Kailey and Sam Spear are director-writer-actors (and twin sisters) currently based in Vancouver and represented out of Los Angeles. Their passion lies in character-based genre film, particularly world building in fantasy and sci-fi. They have directed both in both theatre and film, winning awards for many of their short films. (Links for their short films can be found on their website.) Their first television directing job was for season 2 of CW’s horror anthology Two Sentence Horror Stories; they were brought back for two more episodes in the next season (one of which ended up becoming the season 3 premiere). Their latest work, the second episode of season 4 of Shudder’s Creepshow, “The Hat / Grieving Process,” airs on October 20. (Photo by Kristine Cofsky.)
We’ve always loved stories.
Our parents would read us bedtime stories most nights when we were small. We especially loved listening to fantasy books like The Chronicles of Narnia, The Hobbit, Peter Pan, Rosemary Sutcliff’s adaptations of The Odyssey and The Iliad, and Over Sea, Under Stone. We also loved watching films: The Secret of Roan Inish, The Little Princess, The Secret Garden, Heidi. These stories introduced us to wonderful characters, allowed us to explore whole new worlds and inspired us to start imagining our own.
We grew up on a small island, Nex̱wlélex̱wm (Bowen Island), off the west coast of Canada. The forests and seaside were a perfect place to let our imaginations run wild. As children, we spent hours creating elaborate scenarios where we were lost children fending for ourselves in the wild, where we hopped between pools in C.S. Lewis’ woods between the worlds, where we were selkies trying to find our coats, and where fairies needed help setting up their tea parties and balls.
Our dad started reading Shakespeare plays to us when we were about five years old, starting with A Midsummer Night’s Dream. Though it sounded different than the stories we were used to, we accepted it as a bedtime story because it had fairies in it. After that came Twelfth Night. We are twins, and the idea that there was a story about twins was thrilling to us. Our dad would read the dialogue and then follow it up with his own translation, so we could better understand what was happening. We fell in love with these plays.
Then came actually seeing a play.
There was no formal theatre on the island at that time, so the play was put on in a big tent on the community field. Sitting in the audience and watching the tale of Peter Pan unfold before us, we were immediately captivated. Here was a story we loved being brought to life before our eyes. And children were a part of it! It was then we realized we could actually be a part of the stories we loved. We thought, if those children could be fairies in Peter Pan, maybe one day we could be fairies in A Midsummer Night’s Dream.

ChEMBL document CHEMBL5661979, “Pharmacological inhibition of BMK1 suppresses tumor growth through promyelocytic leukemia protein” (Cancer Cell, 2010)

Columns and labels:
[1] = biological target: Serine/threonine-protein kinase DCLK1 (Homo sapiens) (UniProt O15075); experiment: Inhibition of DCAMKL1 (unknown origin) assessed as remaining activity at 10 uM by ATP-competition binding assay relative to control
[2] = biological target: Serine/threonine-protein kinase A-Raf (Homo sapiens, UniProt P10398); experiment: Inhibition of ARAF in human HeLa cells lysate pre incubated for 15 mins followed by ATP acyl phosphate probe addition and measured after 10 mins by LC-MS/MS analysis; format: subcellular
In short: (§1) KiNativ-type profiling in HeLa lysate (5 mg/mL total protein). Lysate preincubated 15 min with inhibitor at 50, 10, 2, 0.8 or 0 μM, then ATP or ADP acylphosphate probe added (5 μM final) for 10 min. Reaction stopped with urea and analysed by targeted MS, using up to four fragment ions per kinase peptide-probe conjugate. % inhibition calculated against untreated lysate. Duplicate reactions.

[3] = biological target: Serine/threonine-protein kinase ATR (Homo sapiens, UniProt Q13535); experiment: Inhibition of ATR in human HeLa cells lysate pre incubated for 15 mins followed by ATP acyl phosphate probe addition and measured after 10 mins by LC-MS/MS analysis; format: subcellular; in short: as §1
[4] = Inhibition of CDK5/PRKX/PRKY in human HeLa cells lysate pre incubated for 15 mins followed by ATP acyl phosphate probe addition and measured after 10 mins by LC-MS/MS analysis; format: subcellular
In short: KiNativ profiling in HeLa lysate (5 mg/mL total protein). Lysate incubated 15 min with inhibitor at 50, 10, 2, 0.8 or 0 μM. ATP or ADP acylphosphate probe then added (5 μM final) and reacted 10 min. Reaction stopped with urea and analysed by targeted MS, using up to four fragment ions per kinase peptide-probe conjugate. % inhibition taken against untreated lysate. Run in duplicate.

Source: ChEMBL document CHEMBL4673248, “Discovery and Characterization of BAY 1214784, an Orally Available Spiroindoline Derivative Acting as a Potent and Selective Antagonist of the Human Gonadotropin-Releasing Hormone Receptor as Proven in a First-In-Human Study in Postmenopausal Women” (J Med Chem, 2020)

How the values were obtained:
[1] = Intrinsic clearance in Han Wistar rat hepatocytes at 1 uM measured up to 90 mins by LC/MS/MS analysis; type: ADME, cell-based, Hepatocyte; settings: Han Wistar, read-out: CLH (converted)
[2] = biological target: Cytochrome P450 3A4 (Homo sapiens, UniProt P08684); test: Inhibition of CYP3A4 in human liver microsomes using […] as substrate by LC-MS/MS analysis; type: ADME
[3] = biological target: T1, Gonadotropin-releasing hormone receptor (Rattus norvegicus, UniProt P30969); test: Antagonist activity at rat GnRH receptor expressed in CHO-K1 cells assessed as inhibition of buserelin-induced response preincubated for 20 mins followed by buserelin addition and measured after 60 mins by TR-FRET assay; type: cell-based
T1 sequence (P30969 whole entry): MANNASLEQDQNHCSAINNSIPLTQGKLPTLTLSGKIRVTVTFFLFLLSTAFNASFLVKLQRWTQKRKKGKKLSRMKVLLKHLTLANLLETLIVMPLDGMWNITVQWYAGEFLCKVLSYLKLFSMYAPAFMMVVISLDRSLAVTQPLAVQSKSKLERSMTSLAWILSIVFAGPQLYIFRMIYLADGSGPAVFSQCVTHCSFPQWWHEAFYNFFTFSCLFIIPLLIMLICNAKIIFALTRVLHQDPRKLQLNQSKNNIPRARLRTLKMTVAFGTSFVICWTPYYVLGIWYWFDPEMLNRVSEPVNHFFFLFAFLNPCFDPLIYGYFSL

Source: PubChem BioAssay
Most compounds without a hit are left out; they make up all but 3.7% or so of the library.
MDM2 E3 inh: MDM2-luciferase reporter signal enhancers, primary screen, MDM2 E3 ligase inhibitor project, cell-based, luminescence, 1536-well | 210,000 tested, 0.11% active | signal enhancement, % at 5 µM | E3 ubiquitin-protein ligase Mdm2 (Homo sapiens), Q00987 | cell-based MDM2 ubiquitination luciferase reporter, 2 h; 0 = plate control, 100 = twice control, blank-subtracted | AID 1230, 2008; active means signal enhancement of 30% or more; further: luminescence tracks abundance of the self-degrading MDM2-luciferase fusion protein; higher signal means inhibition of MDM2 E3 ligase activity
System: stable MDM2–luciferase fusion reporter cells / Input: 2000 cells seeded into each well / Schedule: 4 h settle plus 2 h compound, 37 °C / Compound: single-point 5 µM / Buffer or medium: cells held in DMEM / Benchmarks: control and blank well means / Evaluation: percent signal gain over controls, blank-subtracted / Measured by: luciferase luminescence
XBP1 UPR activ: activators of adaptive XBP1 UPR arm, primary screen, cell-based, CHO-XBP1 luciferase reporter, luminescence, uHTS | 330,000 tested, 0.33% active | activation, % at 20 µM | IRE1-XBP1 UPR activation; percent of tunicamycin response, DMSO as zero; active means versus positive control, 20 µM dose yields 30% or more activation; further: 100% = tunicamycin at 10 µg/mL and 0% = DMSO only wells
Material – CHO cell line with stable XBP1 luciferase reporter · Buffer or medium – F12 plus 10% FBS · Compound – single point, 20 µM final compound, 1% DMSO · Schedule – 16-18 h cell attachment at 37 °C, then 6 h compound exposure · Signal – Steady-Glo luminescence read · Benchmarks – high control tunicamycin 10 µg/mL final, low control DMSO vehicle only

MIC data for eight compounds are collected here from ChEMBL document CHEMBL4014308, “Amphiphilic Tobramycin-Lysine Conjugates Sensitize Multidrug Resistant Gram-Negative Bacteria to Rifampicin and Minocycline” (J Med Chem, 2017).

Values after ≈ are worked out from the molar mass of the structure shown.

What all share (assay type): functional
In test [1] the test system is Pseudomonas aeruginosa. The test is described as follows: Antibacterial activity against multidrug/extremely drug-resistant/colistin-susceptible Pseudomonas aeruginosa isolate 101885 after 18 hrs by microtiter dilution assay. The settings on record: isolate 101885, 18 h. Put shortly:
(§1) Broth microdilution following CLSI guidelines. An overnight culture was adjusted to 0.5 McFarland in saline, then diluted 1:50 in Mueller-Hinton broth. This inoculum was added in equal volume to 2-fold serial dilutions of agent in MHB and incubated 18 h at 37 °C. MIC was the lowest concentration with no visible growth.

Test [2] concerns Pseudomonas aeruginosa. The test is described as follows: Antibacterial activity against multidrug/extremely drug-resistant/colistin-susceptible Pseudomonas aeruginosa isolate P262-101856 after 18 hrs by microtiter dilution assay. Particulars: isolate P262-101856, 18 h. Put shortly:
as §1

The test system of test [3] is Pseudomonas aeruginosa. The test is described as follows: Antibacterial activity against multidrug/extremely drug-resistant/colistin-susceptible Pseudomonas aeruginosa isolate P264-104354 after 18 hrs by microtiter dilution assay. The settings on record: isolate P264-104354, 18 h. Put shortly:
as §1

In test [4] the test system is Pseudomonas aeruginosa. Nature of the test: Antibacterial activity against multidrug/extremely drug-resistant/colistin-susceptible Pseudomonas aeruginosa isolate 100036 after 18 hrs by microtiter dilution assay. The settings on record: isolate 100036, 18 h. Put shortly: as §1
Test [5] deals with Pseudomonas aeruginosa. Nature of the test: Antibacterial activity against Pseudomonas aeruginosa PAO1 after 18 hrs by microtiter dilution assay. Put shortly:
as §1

We were both known as quiet kids who were scared of quite a lot of things, so it must’ve been a big surprise to our parents when we told them we wanted to be in a play.
There was, and still is, a small theatre school on Bowen Island: Tir-na-nOg Theatre School. It’s been run by an amazing couple, Jack Headley and Julie Tetzner, since 1988. We first started classes at the school when we were in second grade. The first play we got to take part in was The Lion, the Witch and the Wardrobe. We were thrilled! It was a story we knew well, and we were so excited to be able to play within the world of Narnia.
At that time, Tir-na-nOg didn’t have a dedicated space, so we had our classes in a barn. We’d get on the bus after school and then be dropped off at the end of a dirt driveway. We’d walk up to the barn, or, if we were lucky, Jack would be waiting for us in his brown pick-up truck and we’d hop in the back for a ride up the hill. Then we’d do our classes, a mix of acting exercises and rehearsing for the play.
Through acting exercises (that really just felt like fun games when we were young), Jack and Julie helped us cultivate and express our imagination. One exercise involved us students exploring the woods of Narnia. One by one, each student was to move through the empty space of the barn, imagine the woods and communicate, without words, a specific part of the woods they discovered. Someone would crouch to feel the cold snow on the ground, someone else discovered a tall tree and ran their hand over its rough bark, someone else would fall into a stream. When it came to each person’s turn, we all needed to remember what the others had discovered when they took their walk. We needed to be aware of the snow under our feet, the tree to step around and the stream to leap over. By the time everyone walked the space, we were all able to walk the woods together and see the same thing around them.
Exercises like this not only helped us hone and communicate our own individual imaginations, but they also helped us learn to work together in creating and expressing a collective vision.
We performed The Lion, the Witch and the Wardrobe in a hall at a camp that was at the end of a very long, very rocky and very steep driveway. We were thrilled when Jack and Julie placed some wooden cutouts of trees on the stage where we had placed them in our woods-exploration exercise. We saw our imagination being physically realized.
We didn’t have fancy costumes or set pieces. But that didn’t matter. We learned the important thing was what we did with what we had. If we put on a wolf mask, snarled and snapped, the audience would understand we were terrifying wolves. If we truly saw the painted plywood to be a grand sleigh made of ice, then the audience would see it too.